The Prydain Project

Thirty years after first devouring Lloyd Alexander's Prydain books, I'm rereading them to see if the magic is still there. If you've arrived at this blog because you loved Prydain as a kid, I hope you’ll enjoy the chance to revisit it along with me. To read the recaps in order, start here: "The Book of Three," Chapter 1

Saturday, December 14, 2013

Reading List: The Once and Future King

Netflix recently added "The Sword in the Stone" to its streaming lineup, and since it's one of the few Disney animated features I'd never seen, I sat down with my husband, who remembers watching it on VHS as a child, to check it out. It's not one of the strongest Disney movies, by any means, though I did enjoy the sequence where Wart, turned into a squirrel by Merlin, is romanced by a persistent young-lady squirrel.

But watching it reminded me that I never read the book upon which it is (I'm guessing very, very loosely) based, T.H. White's "The Once and Future King." Though perhaps not a completely canonical "Great Book," it has a high rating on Goodreads, it appears on school reading lists, and Lev Grossman, whose writing I admire, recommended it on NPR's "You Must Read This" series.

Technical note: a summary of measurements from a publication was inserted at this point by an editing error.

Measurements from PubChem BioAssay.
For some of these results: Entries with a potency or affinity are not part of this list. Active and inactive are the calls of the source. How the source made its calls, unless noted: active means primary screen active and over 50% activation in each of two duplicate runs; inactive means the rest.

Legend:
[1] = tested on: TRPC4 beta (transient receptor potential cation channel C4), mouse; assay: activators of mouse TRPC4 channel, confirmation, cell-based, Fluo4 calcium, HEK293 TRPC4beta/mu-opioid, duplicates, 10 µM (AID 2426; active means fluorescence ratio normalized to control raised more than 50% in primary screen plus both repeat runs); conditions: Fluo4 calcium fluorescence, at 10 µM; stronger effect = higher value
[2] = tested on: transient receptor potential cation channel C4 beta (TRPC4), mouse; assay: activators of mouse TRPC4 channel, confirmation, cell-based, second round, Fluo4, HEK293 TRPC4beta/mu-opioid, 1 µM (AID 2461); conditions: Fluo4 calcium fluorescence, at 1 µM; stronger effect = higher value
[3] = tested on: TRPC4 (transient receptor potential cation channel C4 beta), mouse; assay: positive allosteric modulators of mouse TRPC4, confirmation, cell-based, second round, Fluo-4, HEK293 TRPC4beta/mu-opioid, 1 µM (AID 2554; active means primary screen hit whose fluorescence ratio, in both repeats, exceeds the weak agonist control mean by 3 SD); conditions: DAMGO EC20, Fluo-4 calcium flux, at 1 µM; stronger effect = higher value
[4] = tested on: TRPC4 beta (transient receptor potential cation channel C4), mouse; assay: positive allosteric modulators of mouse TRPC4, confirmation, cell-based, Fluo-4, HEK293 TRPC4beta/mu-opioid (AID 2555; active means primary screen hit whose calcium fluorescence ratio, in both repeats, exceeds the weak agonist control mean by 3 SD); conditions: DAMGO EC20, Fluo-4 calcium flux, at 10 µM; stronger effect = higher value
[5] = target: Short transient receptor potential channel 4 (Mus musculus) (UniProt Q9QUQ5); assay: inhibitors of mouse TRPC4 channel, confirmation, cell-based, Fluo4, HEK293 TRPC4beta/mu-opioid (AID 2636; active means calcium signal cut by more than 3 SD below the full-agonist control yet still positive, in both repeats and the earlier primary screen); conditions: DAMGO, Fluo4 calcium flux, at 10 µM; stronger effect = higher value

So, what do you think, readers? Should I add "The Once and Future King" to my reading list?

Wednesday, November 20, 2013

Please lend this book!

For many years I had a philosophy of never lending books to friends. If you wanted to borrow a book, and it was one I could bear to part with, I’d give you the book outright, but I’d never expect to see it again. This somewhat jaded philosophy was born after one too many friends failed to return one of my prize tomes… or returned it dog-eared and spine-creased, almost worse than not getting it back at all!

As Polonius said, “Neither a borrower nor a lender be / For loan oft loses both itself and friend.”

Or, as I put it in a poem I wrote a few years ago, distraught over not getting “Watership Down” back when its borrower, a guy I was dating, unexpectedly dropped me: